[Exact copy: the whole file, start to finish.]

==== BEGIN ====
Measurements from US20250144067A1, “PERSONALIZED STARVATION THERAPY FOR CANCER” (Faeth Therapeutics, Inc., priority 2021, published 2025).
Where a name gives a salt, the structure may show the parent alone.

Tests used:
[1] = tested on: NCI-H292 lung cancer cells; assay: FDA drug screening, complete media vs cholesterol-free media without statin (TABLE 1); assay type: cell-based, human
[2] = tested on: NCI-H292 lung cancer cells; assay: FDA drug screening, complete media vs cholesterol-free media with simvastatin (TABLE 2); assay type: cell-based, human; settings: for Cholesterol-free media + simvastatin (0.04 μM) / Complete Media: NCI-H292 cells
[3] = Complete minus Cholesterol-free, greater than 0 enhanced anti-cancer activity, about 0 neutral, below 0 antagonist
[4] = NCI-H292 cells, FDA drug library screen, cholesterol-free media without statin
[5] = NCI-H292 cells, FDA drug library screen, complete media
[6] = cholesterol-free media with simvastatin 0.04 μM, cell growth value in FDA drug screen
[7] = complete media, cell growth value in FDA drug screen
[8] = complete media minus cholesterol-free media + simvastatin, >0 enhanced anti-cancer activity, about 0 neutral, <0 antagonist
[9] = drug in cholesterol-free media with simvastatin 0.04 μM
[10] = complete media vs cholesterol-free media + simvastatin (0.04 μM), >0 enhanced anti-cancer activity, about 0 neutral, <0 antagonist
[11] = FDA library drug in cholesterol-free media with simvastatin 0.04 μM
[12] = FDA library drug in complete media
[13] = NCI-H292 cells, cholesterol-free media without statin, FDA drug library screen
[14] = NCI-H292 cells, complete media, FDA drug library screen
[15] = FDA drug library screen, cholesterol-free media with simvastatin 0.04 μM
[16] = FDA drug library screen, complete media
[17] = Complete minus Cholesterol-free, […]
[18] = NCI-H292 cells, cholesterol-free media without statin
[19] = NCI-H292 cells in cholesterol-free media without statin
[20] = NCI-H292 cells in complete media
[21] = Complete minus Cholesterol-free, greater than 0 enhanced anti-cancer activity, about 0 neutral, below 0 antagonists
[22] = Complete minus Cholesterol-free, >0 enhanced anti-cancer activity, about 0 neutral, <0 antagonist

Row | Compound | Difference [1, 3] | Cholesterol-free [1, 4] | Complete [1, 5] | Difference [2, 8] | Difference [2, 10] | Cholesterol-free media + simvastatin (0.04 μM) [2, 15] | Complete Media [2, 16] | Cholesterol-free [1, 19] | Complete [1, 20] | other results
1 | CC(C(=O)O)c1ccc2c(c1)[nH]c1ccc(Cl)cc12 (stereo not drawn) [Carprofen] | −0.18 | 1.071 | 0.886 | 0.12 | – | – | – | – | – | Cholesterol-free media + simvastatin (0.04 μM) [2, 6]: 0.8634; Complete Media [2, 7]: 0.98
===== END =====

Measurements from US20250144067A1, “PERSONALIZED STARVATION THERAPY FOR CANCER” (Faeth Therapeutics, Inc., priority 2021, published 2025).
Where a name gives a salt, the structure may show the parent alone.

Tests used:
[1] = tested on: NCI-H292 lung cancer cells; assay: FDA drug screening, complete media vs cholesterol-free media without statin (TABLE 1); assay type: cell-based, human
[2] = tested on: NCI-H292 lung cancer cells; assay: FDA drug screening, complete media vs cholesterol-free media with simvastatin (TABLE 2); assay type: cell-based, human; settings: for Cholesterol-free media + simvastatin (0.04 μM) / Complete Media: NCI-H292 cells
[3] = Complete minus Cholesterol-free, greater than 0 enhanced anti-cancer activity, about 0 neutral, below 0 antagonist
[4] = NCI-H292 cells, FDA drug library screen, cholesterol-free media without statin
[5] = NCI-H292 cells, FDA drug library screen, complete media
[6] = cholesterol-free media with simvastatin 0.04 μM, cell growth value in FDA drug screen
[7] = complete media, cell growth value in FDA drug screen
[8] = complete media minus cholesterol-free media + simvastatin, >0 enhanced anti-cancer activity, about 0 neutral, <0 antagonist
[9] = drug in cholesterol-free media with simvastatin 0.04 μM
[10] = complete media vs cholesterol-free media + simvastatin (0.04 μM), >0 enhanced anti-cancer activity, about 0 neutral, <0 antagonist
[11] = FDA library drug in cholesterol-free media with simvastatin 0.04 μM
[12] = FDA library drug in complete media
[13] = NCI-H292 cells, cholesterol-free media without statin, FDA drug library screen
[14] = NCI-H292 cells, complete media, FDA drug library screen
[15] = FDA drug library screen, cholesterol-free media with simvastatin 0.04 μM
[16] = FDA drug library screen, complete media
[17] = Complete minus Cholesterol-free, […]
[18] = NCI-H292 cells, cholesterol-free media without statin
[19] = NCI-H292 cells in cholesterol-free media without statin
[20] = NCI-H292 cells in complete media
[21] = Complete minus Cholesterol-free, greater than 0 enhanced anti-cancer activity, about 0 neutral, below 0 antagonists
[22] = Complete minus Cholesterol-free, >0 enhanced anti-cancer activity, about 0 neutral, <0 antagonist

Row | Compound | Difference [1, 3] | Cholesterol-free [1, 4] | Complete [1, 5] | Difference [2, 8] | Difference [2, 10] | Cholesterol-free media + simvastatin (0.04 μM) [2, 15] | Complete Media [2, 16] | Cholesterol-free [1, 19] | Complete [1, 20] | other results
1 | CC(C(=O)O)c1ccc2c(c1)[nH]c1ccc(Cl)cc12 (stereo not drawn) [Carprofen] | −0.18 | 1.071 | 0.886 | 0.12 | – | – | – | – | – | Cholesterol-free media + simvastatin (0.04 μM) [2, 6]: 0.8634; Complete Media [2, 7]: 0.98